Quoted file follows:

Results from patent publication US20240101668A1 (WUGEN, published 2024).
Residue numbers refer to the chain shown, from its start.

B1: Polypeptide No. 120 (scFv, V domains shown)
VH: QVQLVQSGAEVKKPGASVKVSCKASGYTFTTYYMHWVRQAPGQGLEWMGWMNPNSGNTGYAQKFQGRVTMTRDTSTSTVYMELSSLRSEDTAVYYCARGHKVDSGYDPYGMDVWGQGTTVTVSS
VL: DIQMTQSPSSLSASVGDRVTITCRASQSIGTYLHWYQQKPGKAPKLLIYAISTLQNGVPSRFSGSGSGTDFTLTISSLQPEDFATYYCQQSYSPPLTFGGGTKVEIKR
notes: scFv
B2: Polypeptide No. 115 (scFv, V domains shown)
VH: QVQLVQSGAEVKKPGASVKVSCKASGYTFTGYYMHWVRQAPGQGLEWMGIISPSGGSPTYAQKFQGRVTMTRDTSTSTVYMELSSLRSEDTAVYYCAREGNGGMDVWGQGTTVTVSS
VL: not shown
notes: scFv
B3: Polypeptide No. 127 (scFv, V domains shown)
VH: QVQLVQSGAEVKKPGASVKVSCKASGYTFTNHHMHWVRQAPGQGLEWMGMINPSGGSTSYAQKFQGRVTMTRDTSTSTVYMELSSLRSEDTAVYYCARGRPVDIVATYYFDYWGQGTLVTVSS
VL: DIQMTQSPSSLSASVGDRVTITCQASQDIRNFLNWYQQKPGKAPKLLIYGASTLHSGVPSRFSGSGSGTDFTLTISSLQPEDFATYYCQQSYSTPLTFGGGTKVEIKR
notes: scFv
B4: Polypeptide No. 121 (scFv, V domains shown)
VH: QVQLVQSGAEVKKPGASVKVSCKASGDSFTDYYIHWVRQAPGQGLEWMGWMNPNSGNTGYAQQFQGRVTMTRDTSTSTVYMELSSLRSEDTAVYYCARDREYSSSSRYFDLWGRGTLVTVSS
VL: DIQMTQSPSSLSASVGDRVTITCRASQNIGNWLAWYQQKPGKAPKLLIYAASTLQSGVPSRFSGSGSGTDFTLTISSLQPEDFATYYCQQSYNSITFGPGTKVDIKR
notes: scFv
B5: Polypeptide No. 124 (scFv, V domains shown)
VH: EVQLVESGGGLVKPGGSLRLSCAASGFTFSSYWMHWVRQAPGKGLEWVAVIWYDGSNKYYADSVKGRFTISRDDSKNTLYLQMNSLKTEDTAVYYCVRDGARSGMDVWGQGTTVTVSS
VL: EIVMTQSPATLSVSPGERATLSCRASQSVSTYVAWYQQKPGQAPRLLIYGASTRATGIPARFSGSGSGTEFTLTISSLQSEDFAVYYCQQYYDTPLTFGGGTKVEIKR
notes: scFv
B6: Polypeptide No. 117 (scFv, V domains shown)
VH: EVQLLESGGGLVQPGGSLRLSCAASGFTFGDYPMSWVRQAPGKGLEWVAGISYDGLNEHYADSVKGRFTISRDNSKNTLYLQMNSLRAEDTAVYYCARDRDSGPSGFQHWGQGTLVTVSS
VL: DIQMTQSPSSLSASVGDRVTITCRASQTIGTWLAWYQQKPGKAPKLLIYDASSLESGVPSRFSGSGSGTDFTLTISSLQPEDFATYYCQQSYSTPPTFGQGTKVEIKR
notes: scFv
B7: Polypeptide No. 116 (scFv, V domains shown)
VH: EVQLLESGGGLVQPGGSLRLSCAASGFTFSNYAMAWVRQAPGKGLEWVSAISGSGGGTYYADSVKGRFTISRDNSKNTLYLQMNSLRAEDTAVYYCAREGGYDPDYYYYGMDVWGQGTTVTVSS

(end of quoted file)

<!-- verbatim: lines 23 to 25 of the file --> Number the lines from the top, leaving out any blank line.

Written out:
B6: Polypeptide No. 117 (scFv, V domains shown)
VH: EVQLLESGGGLVQPGGSLRLSCAASGFTFGDYPMSWVRQAPGKGLEWVAGISYDGLNEHYADSVKGRFTISRDNSKNTLYLQMNSLRAEDTAVYYCARDRDSGPSGFQHWGQGTLVTVSS
VL: DIQMTQSPSSLSASVGDRVTITCRASQTIGTWLAWYQQKPGKAPKLLIYDASSLESGVPSRFSGSGSGTDFTLTISSLQPEDFATYYCQQSYSTPPTFGQGTKVEIKR